Other Experiments with Instant Photography and my Polaroid SX-70

30 January 2013

Lens:

1. Flame, Polaroid SX-70, January 2013; © Sally W. Donatello and Lens and Pens by Sally, 2013

1. Flame, Polaroid SX-70, January 2013; © Sally W. Donatello and Lens and Pens by Sally, 2013

2. Metal Spheres, Polaroid SX-70, January 2013; © Sally W. Donatello and Lens and Pens by Sally, 2013

2. Abstract Metal Spheres, Polaroid SX-70, January 2013; © Sally W. Donatello and Lens and Pens by Sally, 2013

3. Abstraction, Polaroid SX-70,October 2012; © Sally W. Donatello and Lens and Pens by Sally, 2013

3. Autumn Abstraction, Polaroid SX-70, October 2012; © Sally W. Donatello and Lens and Pens by Sally, 2013

Let me know which you prefer and why.

Pens:

“The purpose of inventing instant photography was essentially aesthetic–to make available a new medium of expression to numerous individuals who have artistic interest in the world around them.”–Dr. Edwin H. Land, inventor of the Polaroid camera

When the packs of black-and-white Polaroid film arrived, I quickly stored them inside my refrigerator. This newly-formulated monochrome film must be in a stable environment until it’s time to load it into my SX-70 vintage camera. I praise The Impossible Project for the chance to renew my enthusiasm and passion for this analog process. Traditional photography still exists, and Polaroid prints are one of the most thrilling examples.

There is a meditative aspect to this camera’s technology. First, the unknown is the grand scheme, but that mystery between what you see and what actually happens is a step beyond magical. You’re never quite sure what will result. It’s an ongoing experiment.

While the Impossible Project (see my post about the company here) has saved Edwin Land’s invention from retirement, the film that they produce is not a replica of the original. It continues to inch its way toward what aficionados experienced with the film pre-2008. That’s when the Polaroid company stopped making the SX-70 film. While the new product simulates it, it has a way to go. Still, the same sensations and thrill are there. And the prints continue to astonish.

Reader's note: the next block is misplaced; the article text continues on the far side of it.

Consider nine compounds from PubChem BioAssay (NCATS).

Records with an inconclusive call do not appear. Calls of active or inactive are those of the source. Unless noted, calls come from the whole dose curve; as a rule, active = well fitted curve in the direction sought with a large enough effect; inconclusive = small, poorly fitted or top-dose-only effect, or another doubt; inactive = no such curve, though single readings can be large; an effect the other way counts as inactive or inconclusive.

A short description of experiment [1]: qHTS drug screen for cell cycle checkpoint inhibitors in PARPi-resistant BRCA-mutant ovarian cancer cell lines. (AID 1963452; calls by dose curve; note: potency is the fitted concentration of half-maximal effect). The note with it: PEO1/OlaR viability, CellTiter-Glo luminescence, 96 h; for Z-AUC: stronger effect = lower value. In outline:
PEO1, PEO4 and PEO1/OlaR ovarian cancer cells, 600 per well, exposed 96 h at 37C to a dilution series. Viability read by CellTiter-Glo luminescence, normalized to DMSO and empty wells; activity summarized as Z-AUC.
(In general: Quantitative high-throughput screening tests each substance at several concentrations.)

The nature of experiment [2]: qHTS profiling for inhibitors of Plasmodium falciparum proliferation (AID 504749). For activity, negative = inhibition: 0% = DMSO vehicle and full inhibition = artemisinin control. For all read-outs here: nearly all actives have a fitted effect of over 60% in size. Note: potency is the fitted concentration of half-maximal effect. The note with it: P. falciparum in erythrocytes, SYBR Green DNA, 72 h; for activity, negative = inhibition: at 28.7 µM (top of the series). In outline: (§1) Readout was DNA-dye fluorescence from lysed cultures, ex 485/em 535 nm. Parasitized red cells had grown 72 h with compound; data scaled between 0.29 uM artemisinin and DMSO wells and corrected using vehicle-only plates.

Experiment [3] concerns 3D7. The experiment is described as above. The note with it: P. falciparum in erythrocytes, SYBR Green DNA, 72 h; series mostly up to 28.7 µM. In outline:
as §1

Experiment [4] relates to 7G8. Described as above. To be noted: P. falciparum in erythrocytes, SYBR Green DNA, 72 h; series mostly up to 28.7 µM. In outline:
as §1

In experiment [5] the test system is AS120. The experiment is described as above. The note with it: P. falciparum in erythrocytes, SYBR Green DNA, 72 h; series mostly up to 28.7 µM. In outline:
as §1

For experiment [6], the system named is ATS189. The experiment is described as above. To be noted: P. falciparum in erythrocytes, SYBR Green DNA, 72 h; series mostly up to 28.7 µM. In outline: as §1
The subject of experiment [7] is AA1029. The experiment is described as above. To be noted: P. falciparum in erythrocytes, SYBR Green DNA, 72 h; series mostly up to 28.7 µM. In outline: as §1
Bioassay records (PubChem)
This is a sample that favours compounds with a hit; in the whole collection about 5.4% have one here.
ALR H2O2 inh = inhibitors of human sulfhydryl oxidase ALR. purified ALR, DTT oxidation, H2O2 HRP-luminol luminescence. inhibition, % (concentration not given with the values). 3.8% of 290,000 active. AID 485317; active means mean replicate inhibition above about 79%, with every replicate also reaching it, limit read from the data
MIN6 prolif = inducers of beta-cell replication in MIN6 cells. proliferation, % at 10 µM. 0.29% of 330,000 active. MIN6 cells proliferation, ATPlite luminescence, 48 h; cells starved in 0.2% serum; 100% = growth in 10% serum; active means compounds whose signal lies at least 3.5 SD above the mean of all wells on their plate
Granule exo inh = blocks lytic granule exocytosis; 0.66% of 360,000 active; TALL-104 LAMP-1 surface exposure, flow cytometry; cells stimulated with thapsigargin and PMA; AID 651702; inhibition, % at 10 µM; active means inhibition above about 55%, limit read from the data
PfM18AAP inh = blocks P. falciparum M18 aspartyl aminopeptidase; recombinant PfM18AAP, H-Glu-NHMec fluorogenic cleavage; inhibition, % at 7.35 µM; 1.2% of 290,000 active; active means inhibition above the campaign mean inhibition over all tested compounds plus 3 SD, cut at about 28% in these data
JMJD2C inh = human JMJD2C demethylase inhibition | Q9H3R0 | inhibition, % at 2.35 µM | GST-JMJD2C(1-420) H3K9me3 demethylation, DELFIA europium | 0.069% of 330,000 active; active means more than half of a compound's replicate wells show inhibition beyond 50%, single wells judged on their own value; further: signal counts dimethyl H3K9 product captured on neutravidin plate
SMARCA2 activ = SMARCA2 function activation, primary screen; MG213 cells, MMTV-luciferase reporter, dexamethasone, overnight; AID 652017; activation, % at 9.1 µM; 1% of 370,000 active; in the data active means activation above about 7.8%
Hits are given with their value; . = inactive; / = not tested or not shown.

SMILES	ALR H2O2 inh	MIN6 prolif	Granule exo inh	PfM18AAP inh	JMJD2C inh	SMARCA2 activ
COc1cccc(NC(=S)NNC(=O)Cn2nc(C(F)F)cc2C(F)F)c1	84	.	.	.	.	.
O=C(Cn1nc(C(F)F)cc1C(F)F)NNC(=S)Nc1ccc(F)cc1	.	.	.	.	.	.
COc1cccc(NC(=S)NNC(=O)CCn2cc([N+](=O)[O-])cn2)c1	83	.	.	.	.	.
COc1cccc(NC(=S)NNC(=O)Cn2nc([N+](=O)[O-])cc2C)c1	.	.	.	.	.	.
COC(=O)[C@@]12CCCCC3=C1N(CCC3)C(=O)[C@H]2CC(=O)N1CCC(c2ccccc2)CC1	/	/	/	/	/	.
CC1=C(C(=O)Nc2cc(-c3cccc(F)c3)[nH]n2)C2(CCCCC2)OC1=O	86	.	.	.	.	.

I load the film and a black cover card spits out; it’s time to compose the image. The black card can be used to blanket the print as it moves out of the camera. The sensitivity of this new formula needs immediate shielding from light, which is completely opposite to the original.

The dance of the shoot and the wait requires reverence for the process. Still, there is that memorable reward: a film that gives an “instant” rendering of a past moment’s framing. Furthermore this analog experience is vastly different from gazing at the screen on my digital camera.

Sx-70, Google Images

Polaroid Sx-70, Google Images

I found a short video made in 1972 by Charles and Ray Eames. The same version of the camera that I own is used to portray the beauty and drama of the Polaroid experience. Click here to view it.

The whirring sound of the print being pushed into birth is remarkably centering. That sweet oration is a platform for what is to transpire. The print must be kept out of the light for at least four-five minutes. But I let it cure for at least an hour before I peek. That initial moment of awareness is heart-pumping exhilaration.

Then I wait for days. Take each print, and scan it into my computer for editing, which  usually is a tweak here and there. In the Lens section are examples from two photo shoots. Black-and-whites are from a week ago, and the color is from October.